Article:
School of Psychology

Group Processes and Prejudice

Rupert BrownHumans are a gregarious species. In fact, we probably owed much of our past evolutionary success to our discovery that hunting, living and rearing children were all done better in groups than on our own.

Contemporary life is not much different. Most of what we do involves groups of various kinds: we work in organisations, we are educated in schools and universities, we play in teams, we grow up in families, and we make war (though not usually love!) in groups.

This ubiquity of groups in our everyday lives is one reason why Professor Rupert Brown has written books about how people behave as members of groups. In addition, understanding group processes forms a core part of the study of social psychology at undergraduate level.

group processesIn Group Processes: dynamics within and between groups Professor Rupert Brown reviews what we know about such things as:

  • How do people become members of groups and how do they behave when they do?
  • What roles do we play in our various groups, as leaders, followers or as team members with particular tasks to perform?
  • How does our thinking and behaviour get influenced by others in our group?
  • Do we work better in groups or alone, and do we make better decisions collectively or individually?
  • How do we see and respond to those who are not in our group? When will we compete with them, when will we cooperate?
  • How does our social identity as a group member influence our intergroup behaviour?

These are all classic questions of group psychology that have preoccupied social psychologists for over a hundred years. We are a bit closer to the answers to some of them but many puzzles remain.

In his book Rupert tries ‘to convey the fun and excitement of discovering the former while grappling with the latter’. Group Processes: dynamics within and between groups is used to teach social psychology modules in the first and second years of the undergraduate degree at Sussex which results in great synergy between lectures and core text, which helps to consolidate learning.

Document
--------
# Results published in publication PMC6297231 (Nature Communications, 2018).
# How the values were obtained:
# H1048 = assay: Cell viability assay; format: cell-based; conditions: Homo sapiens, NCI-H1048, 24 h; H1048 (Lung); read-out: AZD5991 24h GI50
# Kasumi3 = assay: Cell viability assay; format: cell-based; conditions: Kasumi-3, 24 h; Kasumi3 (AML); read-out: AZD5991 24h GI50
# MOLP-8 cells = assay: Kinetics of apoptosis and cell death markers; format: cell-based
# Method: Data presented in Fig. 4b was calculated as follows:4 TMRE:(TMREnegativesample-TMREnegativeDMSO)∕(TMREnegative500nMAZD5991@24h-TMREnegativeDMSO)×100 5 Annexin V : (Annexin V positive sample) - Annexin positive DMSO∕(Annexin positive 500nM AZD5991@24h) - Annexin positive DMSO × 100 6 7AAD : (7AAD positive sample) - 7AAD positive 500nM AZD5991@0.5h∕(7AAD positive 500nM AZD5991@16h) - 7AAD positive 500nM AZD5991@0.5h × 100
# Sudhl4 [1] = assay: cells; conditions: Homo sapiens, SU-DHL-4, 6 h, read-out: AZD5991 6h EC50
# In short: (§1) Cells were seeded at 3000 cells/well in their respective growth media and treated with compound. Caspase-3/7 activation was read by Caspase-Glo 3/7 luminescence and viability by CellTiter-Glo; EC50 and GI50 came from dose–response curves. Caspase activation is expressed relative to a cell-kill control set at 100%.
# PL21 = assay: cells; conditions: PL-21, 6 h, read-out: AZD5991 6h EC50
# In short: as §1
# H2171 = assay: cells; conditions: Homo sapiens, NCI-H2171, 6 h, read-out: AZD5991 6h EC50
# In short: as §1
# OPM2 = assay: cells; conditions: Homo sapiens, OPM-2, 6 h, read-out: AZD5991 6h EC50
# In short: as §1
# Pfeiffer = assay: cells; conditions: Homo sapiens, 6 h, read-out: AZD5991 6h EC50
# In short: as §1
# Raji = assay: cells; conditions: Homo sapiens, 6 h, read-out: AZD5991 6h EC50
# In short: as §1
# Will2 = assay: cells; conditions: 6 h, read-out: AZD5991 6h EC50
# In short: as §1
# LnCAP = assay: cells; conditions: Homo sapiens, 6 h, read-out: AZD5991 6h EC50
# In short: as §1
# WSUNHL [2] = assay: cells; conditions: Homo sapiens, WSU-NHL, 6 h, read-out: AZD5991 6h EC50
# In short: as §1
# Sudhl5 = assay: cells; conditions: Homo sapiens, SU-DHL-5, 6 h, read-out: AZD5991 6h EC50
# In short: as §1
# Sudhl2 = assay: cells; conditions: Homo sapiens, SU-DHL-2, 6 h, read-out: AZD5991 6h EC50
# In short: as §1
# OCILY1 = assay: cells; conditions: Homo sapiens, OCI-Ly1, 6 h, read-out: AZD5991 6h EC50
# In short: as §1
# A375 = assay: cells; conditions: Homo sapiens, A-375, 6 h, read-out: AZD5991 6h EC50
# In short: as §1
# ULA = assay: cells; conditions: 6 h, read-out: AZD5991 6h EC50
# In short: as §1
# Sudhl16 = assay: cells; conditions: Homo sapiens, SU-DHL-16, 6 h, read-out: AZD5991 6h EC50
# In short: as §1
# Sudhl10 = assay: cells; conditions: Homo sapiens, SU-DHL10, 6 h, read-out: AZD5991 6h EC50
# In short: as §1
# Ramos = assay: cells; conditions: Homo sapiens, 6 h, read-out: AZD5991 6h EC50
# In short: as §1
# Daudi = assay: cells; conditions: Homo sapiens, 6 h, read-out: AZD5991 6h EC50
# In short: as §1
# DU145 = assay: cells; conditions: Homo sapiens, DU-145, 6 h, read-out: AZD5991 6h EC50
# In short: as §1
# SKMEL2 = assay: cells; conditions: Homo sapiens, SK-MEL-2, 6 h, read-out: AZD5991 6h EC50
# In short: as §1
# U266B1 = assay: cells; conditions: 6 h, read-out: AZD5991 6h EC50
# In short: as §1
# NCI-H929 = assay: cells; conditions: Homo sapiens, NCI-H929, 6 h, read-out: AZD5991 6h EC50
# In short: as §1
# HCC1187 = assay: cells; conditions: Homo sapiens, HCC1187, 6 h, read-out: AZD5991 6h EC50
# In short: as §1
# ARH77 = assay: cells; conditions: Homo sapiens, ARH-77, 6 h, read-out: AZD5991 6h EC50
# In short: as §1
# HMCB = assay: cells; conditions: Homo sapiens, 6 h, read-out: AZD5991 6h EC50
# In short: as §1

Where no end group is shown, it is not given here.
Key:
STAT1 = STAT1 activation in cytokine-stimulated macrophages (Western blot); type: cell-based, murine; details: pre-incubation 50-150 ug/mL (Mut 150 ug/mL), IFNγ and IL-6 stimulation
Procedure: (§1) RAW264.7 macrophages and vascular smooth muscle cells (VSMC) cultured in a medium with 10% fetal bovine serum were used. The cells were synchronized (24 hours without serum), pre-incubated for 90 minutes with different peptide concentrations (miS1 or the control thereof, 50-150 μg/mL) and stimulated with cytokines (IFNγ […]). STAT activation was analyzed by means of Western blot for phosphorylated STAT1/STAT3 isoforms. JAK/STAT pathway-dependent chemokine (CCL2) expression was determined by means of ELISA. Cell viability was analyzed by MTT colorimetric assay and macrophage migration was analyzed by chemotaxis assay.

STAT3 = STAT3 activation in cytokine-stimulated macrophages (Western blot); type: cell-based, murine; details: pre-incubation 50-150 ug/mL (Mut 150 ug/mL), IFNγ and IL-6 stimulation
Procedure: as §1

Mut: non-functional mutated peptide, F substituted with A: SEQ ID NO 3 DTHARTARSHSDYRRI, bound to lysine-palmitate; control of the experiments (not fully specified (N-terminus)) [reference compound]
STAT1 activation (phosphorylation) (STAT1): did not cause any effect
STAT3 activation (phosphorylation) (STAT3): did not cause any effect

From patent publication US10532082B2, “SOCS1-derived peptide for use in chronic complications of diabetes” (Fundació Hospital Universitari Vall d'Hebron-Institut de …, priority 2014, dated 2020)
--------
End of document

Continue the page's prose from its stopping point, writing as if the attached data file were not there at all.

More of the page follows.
PrejudiceIn Prejudice: its social psychology Rupert picks up on one of the themes of Group Processes and tackles one of today’s most pressing social problems: people’s all too common tendency to view and treat ‘outsiders’ – those not in our groups – with condescension, wariness, anxiety or sometimes outright hostility and contempt.

  • Is it just ‘some (other) people’ who are prejudiced, but not (us) the majority? This turns out not to be the case.
  • What are the various cognitive processes underlying prejudice, some of which operate without our conscious awareness. Quite literally, we often do not realise that we are responding in a prejudice manner.
  • How does prejudice develop in young children (it may not be a straightforward matter of simply learning from their parents);
  • How much does prejudice stem from wider intergroup relationships in society?
  • What is it like to be the target of prejudice?
  • What can we do to reduce prejudice?

Throughout the book Rupert liberally illustrates the scientific theories and discoveries of prejudice with examples drawn from contemporary life. This really helps students to understand theory in practice. Prejudice: its social psychology is a core text for the third year option, The Social Psychology of Prejudice, which Rupert convenes.

Rupert loves to write; ‘As a university teacher and researcher, one of the most rewarding and enjoyable parts of the job is that I get to write a lot: letters, emails, scientific articles and, most of all, books. I have never counted, but I suspect that I must write several tens of thousand words every year. From an early age, I always loved writing, and I still do (though I wouldn’t mind writing fewer emails!). I relish the challenge of finding just the right way to express the ideas that I want to get across; I enjoy the craft of formulating sentences so that they read fluently and, above all, clearly’ he states. Rupert’s ability to write is evident as his books are both enjoyable read and easy to understand.

‘However, it may amaze you to learn that I still do most of my ‘serious’ writing with a fountain pen: a 15 year old Waterman with Parker permanent black ink. Although I appreciate this makes me something of a Luddite in most people’s eyes, I can only plead that it seems to work for me’ he says. ‘not for me the ‘quick and easy’ cutting and pasting facilities of modern word processing software; I like to know what I am going to write before I start and, with this plan in my head, I then just sit down and write it’ he explains.

Like his two books, Rupert’s lectures and seminars are injected with a little humour or personal anecdote. ‘I find that students respond well to a style that is not overly dry or academic’ he states, and in so doing Rupert makes the study of social psychology wonderfully interesting and enjoyable.

Banner image shows the The Hall of Names, a circular ceiling of photographs and fragments recording victims of the Holocaust, at the Yad Vashem World Holocaust Centre, Jerusalem, Israel.